I have lost control over my life. “Animal Crossing” returned it to me. – Washington Square News
Coronavirus makes me anxious. I know I’m not alone in this. In particular, mentioning his symptoms and his victims, especially the ones I know, sends me into a deep spiral that I can’t get out of on my own. There is nowhere to hide from a sudden explosion of unwarranted graphic information, which seems to be coming much more often these days. It’s even harder to hide when you work for a small news organization in New York City.
I knew the future, how my family would celebrate the upcoming holidays; now, instead of hosting our entire extended family for the Passover seder, my family ate alone. I used to rely on my color-coded calendar and make plans by the minute; now I find myself furiously deleting and rewriting every email from the Provost or a professor. I took my relationships for granted; now I cling to FaceTime as a lifeline. My friends are miles away and even the few who live nearby can come and sit in my yard only at a distance of five feet. I thought I was going to do a summer internship in the city; now all my internship applications have been rejected because internships no longer exist. I lived in a small shoebox apartment in Manhattan, complaining about the broken elevator; now i still pay the rent for that apartment, but i live with my parents, and i don’t know if i will ever live in that apartment again. I only thought about the health of my friends and family when it was an immediate concern; now is the only thing I think about.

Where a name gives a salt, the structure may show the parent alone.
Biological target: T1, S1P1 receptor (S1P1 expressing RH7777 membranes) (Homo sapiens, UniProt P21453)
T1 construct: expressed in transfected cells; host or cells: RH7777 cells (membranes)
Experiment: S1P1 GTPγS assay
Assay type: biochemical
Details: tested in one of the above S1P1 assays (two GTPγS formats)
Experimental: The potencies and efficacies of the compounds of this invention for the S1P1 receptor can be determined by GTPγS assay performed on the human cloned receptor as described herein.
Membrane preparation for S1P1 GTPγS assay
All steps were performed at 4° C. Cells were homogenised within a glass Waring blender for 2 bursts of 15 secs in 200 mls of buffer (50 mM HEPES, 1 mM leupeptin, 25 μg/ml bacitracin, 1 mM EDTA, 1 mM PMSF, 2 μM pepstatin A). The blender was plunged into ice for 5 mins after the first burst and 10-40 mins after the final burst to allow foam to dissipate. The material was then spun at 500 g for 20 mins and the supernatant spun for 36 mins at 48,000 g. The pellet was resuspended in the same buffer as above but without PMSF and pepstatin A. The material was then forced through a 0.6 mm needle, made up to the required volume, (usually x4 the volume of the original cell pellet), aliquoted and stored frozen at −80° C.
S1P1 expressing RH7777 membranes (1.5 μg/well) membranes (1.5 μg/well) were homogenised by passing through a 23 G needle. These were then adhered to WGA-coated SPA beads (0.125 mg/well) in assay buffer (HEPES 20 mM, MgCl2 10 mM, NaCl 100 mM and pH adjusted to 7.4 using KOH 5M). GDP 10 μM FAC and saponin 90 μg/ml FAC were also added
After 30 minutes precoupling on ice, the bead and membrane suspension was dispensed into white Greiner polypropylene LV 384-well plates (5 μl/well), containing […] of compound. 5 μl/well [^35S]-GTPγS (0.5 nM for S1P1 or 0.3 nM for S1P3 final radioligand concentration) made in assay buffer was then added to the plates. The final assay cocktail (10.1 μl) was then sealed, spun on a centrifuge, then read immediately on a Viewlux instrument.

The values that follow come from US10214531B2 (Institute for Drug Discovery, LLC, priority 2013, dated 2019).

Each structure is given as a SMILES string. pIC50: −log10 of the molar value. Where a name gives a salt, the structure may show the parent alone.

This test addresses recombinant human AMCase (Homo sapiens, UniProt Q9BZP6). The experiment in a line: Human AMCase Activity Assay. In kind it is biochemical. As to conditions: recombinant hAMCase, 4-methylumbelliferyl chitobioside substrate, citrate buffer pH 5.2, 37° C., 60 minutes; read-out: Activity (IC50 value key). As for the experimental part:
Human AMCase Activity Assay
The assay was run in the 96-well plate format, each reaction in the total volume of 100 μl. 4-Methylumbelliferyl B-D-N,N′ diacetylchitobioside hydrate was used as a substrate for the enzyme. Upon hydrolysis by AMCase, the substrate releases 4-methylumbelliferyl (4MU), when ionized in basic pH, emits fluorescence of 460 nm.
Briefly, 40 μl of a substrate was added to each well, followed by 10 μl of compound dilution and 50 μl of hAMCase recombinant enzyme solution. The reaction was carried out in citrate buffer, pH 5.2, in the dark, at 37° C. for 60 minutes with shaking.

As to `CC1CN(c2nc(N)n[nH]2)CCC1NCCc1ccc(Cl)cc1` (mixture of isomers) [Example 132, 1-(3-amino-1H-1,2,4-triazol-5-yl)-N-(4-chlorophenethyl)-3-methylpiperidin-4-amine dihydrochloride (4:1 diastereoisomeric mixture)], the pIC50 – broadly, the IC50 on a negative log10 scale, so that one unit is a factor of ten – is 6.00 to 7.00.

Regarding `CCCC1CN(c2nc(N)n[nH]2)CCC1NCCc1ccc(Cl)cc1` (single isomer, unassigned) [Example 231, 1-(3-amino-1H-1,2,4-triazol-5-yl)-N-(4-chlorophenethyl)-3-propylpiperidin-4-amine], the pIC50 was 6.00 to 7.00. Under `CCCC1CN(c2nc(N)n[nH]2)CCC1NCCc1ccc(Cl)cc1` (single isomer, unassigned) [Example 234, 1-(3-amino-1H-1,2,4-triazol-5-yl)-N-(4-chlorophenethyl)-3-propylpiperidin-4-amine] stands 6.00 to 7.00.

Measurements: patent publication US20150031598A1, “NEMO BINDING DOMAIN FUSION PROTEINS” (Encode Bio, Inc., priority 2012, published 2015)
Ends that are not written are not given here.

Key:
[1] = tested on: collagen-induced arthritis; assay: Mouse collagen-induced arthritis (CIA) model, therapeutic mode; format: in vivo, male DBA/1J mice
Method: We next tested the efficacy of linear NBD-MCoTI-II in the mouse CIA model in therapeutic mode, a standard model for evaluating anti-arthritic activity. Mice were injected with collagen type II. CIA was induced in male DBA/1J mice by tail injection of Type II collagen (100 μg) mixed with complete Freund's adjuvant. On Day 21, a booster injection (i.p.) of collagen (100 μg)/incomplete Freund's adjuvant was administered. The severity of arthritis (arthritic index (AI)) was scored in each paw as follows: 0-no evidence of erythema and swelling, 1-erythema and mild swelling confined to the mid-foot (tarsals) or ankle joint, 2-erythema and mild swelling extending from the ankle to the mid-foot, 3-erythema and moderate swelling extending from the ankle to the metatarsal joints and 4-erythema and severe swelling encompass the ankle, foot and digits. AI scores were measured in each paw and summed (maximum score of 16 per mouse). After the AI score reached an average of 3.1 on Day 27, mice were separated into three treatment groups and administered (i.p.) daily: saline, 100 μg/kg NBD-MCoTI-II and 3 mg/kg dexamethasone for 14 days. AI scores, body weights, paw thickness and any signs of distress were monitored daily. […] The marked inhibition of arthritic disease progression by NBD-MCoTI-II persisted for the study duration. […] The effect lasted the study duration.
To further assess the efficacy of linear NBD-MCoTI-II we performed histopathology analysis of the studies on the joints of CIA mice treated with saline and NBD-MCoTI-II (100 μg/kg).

I have a deep fear of instability, which is further aggravated by an unyielding fear of the unknown. The current global crisis isn’t exactly helping, and the fact that NYU has made life-changing decisions on short notice hasn’t helped either. Everything is spinning out of control and I needed a rock to hold on to, just to stabilize myself. Until March 20 I couldn’t find a stone and I was losing it.